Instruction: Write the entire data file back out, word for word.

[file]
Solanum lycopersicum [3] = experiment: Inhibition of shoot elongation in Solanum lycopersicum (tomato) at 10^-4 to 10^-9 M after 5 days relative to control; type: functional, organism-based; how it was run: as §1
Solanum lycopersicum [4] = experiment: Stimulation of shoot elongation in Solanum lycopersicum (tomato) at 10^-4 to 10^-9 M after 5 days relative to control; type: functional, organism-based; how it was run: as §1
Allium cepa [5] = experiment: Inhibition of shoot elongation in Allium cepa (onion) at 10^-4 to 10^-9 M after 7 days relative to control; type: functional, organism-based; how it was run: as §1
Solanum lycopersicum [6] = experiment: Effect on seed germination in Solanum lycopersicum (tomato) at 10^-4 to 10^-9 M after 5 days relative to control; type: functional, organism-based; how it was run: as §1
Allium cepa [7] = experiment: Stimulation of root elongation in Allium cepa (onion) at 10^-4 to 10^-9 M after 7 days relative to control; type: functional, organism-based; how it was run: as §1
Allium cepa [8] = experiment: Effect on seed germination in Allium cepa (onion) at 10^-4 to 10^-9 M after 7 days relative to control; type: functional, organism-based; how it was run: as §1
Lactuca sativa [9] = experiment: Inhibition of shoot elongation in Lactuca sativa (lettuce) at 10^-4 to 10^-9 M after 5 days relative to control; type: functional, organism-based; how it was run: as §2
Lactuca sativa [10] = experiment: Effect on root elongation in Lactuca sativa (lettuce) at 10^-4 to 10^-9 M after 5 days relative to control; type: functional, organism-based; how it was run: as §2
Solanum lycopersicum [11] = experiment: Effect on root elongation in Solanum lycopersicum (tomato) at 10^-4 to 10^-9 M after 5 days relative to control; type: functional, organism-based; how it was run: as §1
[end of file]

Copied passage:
Solanum lycopersicum [3] = experiment: Inhibition of shoot elongation in Solanum lycopersicum (tomato) at 10^-4 to 10^-9 M after 5 days relative to control; type: functional, organism-based; how it was run: as §1
Solanum lycopersicum [4] = experiment: Stimulation of shoot elongation in Solanum lycopersicum (tomato) at 10^-4 to 10^-9 M after 5 days relative to control; type: functional, organism-based; how it was run: as §1
Allium cepa [5] = experiment: Inhibition of shoot elongation in Allium cepa (onion) at 10^-4 to 10^-9 M after 7 days relative to control; type: functional, organism-based; how it was run: as §1
Solanum lycopersicum [6] = experiment: Effect on seed germination in Solanum lycopersicum (tomato) at 10^-4 to 10^-9 M after 5 days relative to control; type: functional, organism-based; how it was run: as §1
Allium cepa [7] = experiment: Stimulation of root elongation in Allium cepa (onion) at 10^-4 to 10^-9 M after 7 days relative to control; type: functional, organism-based; how it was run: as §1
Allium cepa [8] = experiment: Effect on seed germination in Allium cepa (onion) at 10^-4 to 10^-9 M after 7 days relative to control; type: functional, organism-based; how it was run: as §1
Lactuca sativa [9] = experiment: Inhibition of shoot elongation in Lactuca sativa (lettuce) at 10^-4 to 10^-9 M after 5 days relative to control; type: functional, organism-based; how it was run: as §2
Lactuca sativa [10] = experiment: Effect on root elongation in Lactuca sativa (lettuce) at 10^-4 to 10^-9 M after 5 days relative to control; type: functional, organism-based; how it was run: as §2
Solanum lycopersicum [11] = experiment: Effect on root elongation in Solanum lycopersicum (tomato) at 10^-4 to 10^-9 M after 5 days relative to control; type: functional, organism-based; how it was run: as §1